In an accomplished fiction debut, Chocolat, English author Joanne Harris offers an intriguing modern day morality tale laced with a soupcon of sorcery. The combatants in this deliciously different take on the eons old tug-of-war between good and evil are a young woman, the daughter of a self-proclaimed witch, and a platitudinous curate.
As she struggles to find her place in the world and he equivocates to protect dusty tradition, they vie for the hearts and loyalties of some 200 French villagers, inhabitants of Lansquenet-sous-Tannes, "no more than a blip on the fast road between Toulouse and Bordeaux."
Ms. Harris displays an original voice in perfect pitch as she depicts the cowed, affection starved townspeople. Her meticulous character imagery is telling: Francis Reynaud, the guilt-ridden parish cure' with his cold eyes and "the measuring, feline look of one who is uncertain of his territory;" the 81-year-old Armande Voizin "with a smile that worked her apple-doll face into a million wrinkles;" and the venal wife-beater, Muscat, who struts "stiff-legged like a dog scenting a fight."
Vianne Rocher and her six-year-old daughter are wanderers. They arrive in Lansquenet on Shrove Tuesday, where their appearance is greeted with veiled curiosity by villagers who "have learned the art of observation without eye contact." Battle lines are drawn when Vianne opens La Celeste Praline, a gaily decorated confectioner's shop on the town square, directly across from the austere St. Jerome's church overseen by Pere Reynaud.
It is Lent, the priest has decreed abstinence, deprivation. Yet, Vianne's shop is a "red-and-gold confection," her window a proliferation of truffles, pralines, Venus's nipples, candied fruits, hazelnut clusters, candied rose petals, all there to tempt Reynaud's parishioners. He sees it as a disgrace, a degradation of the faith, and eventually preaches against Vianne from his pulpit.
When a band of gypsies moor their colorful houseboats at the village's small harbor, the prelate asks them to leave. Vianne welcomes them, further infuriating Reynaud. Weakened by his self-imposed Lenten fasts, he denies his hunger and watches her shop with "loathing and fascination" as he begins plotting to rid Lansquenet of what he believes is her evil influence.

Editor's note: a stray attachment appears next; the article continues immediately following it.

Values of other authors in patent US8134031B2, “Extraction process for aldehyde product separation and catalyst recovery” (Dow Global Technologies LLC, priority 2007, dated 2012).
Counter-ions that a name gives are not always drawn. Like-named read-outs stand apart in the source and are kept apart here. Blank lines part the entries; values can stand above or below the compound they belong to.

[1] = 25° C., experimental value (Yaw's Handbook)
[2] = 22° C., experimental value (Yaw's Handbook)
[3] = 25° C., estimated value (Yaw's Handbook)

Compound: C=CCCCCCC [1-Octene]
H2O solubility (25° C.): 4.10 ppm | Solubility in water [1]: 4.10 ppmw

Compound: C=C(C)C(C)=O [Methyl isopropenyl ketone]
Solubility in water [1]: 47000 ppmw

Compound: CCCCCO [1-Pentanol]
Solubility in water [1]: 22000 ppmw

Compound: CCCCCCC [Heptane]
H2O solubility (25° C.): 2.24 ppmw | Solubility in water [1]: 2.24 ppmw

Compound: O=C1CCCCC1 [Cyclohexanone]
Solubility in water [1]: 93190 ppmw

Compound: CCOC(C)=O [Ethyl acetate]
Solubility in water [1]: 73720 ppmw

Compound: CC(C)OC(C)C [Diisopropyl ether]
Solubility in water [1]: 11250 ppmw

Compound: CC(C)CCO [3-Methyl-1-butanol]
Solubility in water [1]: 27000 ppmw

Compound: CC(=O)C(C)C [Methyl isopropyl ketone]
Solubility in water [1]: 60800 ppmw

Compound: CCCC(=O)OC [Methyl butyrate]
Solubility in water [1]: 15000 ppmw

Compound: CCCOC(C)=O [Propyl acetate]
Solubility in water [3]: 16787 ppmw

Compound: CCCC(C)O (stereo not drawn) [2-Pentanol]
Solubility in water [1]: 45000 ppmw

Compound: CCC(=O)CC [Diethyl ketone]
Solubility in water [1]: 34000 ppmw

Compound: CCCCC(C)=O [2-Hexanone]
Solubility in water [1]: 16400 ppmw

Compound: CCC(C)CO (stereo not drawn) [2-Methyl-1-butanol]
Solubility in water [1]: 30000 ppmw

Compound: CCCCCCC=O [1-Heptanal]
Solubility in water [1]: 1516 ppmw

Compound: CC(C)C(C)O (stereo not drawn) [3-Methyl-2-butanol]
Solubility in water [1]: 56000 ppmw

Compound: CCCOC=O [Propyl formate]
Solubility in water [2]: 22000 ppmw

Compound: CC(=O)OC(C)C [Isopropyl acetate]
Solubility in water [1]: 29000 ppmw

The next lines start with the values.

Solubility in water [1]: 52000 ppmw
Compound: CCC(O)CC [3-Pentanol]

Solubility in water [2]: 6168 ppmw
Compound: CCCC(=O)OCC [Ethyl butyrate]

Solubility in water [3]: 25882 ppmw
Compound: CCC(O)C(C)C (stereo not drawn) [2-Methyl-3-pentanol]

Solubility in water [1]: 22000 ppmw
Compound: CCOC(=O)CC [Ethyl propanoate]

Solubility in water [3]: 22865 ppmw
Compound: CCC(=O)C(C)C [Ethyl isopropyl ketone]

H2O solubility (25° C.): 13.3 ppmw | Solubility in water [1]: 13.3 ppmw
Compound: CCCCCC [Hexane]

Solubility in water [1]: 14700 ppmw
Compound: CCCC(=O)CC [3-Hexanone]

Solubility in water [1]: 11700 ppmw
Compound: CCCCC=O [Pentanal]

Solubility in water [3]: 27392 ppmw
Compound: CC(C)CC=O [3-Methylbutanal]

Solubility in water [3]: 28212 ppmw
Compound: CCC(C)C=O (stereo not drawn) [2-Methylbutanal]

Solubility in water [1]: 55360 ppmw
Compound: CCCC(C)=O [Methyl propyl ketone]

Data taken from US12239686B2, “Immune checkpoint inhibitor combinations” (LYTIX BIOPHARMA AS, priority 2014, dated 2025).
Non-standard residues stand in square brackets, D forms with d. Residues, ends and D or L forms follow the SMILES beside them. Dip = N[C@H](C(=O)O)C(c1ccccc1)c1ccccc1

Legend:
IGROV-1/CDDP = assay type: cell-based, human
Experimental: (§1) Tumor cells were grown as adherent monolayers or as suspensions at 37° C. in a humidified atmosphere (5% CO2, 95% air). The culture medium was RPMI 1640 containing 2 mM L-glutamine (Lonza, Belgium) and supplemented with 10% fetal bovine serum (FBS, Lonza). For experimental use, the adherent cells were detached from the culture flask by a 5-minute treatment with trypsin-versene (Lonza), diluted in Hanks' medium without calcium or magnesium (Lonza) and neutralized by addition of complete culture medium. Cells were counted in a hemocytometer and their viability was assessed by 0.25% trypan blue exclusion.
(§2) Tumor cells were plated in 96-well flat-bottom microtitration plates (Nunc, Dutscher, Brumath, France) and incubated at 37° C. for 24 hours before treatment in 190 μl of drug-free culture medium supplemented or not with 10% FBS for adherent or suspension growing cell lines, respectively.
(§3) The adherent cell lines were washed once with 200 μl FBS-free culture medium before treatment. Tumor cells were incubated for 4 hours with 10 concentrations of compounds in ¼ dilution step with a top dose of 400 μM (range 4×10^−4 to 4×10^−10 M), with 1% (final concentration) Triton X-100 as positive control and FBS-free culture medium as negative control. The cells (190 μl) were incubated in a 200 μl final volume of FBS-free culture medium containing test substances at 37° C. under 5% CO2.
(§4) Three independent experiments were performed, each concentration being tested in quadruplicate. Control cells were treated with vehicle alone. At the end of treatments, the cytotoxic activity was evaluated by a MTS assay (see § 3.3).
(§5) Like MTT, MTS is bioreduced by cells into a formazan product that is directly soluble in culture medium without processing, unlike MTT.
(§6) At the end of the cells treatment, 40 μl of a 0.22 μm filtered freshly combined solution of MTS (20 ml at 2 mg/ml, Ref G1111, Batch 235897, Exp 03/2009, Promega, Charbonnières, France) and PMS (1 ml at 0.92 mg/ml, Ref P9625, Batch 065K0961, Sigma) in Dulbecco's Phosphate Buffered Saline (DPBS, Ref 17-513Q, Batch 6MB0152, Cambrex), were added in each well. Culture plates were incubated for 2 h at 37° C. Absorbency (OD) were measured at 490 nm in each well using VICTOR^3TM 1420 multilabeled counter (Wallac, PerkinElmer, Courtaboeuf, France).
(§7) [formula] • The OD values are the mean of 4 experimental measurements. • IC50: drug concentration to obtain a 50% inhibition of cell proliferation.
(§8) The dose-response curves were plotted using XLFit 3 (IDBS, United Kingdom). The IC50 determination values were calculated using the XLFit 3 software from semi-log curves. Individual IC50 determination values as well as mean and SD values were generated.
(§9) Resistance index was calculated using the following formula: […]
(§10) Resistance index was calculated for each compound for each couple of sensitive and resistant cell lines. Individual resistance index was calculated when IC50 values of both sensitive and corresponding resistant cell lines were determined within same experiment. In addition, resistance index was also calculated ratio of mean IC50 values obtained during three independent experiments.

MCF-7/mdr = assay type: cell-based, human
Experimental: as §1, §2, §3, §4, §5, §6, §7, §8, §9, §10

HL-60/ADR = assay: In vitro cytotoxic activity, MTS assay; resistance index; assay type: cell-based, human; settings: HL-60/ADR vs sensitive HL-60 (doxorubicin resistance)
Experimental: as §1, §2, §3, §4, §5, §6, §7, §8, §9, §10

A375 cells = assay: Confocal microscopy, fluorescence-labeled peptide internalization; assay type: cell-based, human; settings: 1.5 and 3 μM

One of Vianne's staunchest allies is a kindred spirit, the elderly Armande, the village's oldest inhabitant who delights in reminding Reynaud "of things best forgotten," and dares to invite the gypsies to remain as her guests. At times fearful of the consequences, Vianne turns to her mother's cards, seeking an answer in augury. Nonetheless, she stands her ground, even making plans for a "Grand Festival Du Chocolat" on Easter Sunday. It would be a celebration with games in the square and a riot of sweets in the shop. But Reynaud sees it as an affront, an excess, he would have "The egg, the hare, still living symbols of the tenacious roots of paganism exposed for what they are."
Wisely compressing her provocative narrative to the days between Shrove Tuesday and Easter Monday, the author uses impeccable pacing in leading to Reynaud's final assault, an effort to destroy the festival and Vianne along with it.
A surprising yet fitting denouement caps this deftly told tale of lust, greed and love. Francophiles will be drawn to the evocative descriptions of daily village life, while gourmands revel in the mouth-watering descriptions of chocolate preparation. All will relish the skillful pen of Joanne Harris. Chocolat is to be savored.